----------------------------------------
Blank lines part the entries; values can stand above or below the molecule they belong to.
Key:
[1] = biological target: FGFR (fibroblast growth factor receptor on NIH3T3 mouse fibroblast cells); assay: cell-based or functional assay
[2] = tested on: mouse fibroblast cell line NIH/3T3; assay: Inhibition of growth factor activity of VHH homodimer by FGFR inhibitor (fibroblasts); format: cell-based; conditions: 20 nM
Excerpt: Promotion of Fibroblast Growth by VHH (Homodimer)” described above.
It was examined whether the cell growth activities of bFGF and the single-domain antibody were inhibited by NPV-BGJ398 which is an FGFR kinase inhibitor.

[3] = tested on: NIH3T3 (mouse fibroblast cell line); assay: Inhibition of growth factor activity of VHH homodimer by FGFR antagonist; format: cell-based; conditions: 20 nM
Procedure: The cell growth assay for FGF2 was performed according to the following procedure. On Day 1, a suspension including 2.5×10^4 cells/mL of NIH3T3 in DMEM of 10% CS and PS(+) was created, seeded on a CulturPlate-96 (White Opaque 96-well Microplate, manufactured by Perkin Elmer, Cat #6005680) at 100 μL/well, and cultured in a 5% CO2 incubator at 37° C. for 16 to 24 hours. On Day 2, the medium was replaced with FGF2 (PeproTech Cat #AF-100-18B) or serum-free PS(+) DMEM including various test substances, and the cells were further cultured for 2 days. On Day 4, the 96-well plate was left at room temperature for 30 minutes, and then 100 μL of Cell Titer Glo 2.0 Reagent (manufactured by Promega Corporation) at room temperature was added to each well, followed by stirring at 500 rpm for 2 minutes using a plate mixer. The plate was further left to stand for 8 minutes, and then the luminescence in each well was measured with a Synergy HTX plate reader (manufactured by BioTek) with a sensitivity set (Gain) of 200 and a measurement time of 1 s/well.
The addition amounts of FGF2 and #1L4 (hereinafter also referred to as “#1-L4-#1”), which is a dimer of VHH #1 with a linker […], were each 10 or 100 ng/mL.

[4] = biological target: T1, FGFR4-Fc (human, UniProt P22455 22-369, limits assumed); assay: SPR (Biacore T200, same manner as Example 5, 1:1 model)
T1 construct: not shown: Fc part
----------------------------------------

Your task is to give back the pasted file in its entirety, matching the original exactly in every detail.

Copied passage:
Blank lines part the entries; values can stand above or below the molecule they belong to.
Key:
[1] = biological target: FGFR (fibroblast growth factor receptor on NIH3T3 mouse fibroblast cells); assay: cell-based or functional assay
[2] = tested on: mouse fibroblast cell line NIH/3T3; assay: Inhibition of growth factor activity of VHH homodimer by FGFR inhibitor (fibroblasts); format: cell-based; conditions: 20 nM
Excerpt: Promotion of Fibroblast Growth by VHH (Homodimer)” described above.
It was examined whether the cell growth activities of bFGF and the single-domain antibody were inhibited by NPV-BGJ398 which is an FGFR kinase inhibitor.

[3] = tested on: NIH3T3 (mouse fibroblast cell line); assay: Inhibition of growth factor activity of VHH homodimer by FGFR antagonist; format: cell-based; conditions: 20 nM
Procedure: The cell growth assay for FGF2 was performed according to the following procedure. On Day 1, a suspension including 2.5×10^4 cells/mL of NIH3T3 in DMEM of 10% CS and PS(+) was created, seeded on a CulturPlate-96 (White Opaque 96-well Microplate, manufactured by Perkin Elmer, Cat #6005680) at 100 μL/well, and cultured in a 5% CO2 incubator at 37° C. for 16 to 24 hours. On Day 2, the medium was replaced with FGF2 (PeproTech Cat #AF-100-18B) or serum-free PS(+) DMEM including various test substances, and the cells were further cultured for 2 days. On Day 4, the 96-well plate was left at room temperature for 30 minutes, and then 100 μL of Cell Titer Glo 2.0 Reagent (manufactured by Promega Corporation) at room temperature was added to each well, followed by stirring at 500 rpm for 2 minutes using a plate mixer. The plate was further left to stand for 8 minutes, and then the luminescence in each well was measured with a Synergy HTX plate reader (manufactured by BioTek) with a sensitivity set (Gain) of 200 and a measurement time of 1 s/well.
The addition amounts of FGF2 and #1L4 (hereinafter also referred to as “#1-L4-#1”), which is a dimer of VHH #1 with a linker […], were each 10 or 100 ng/mL.

[4] = biological target: T1, FGFR4-Fc (human, UniProt P22455 22-369, limits assumed); assay: SPR (Biacore T200, same manner as Example 5, 1:1 model)
T1 construct: not shown: Fc part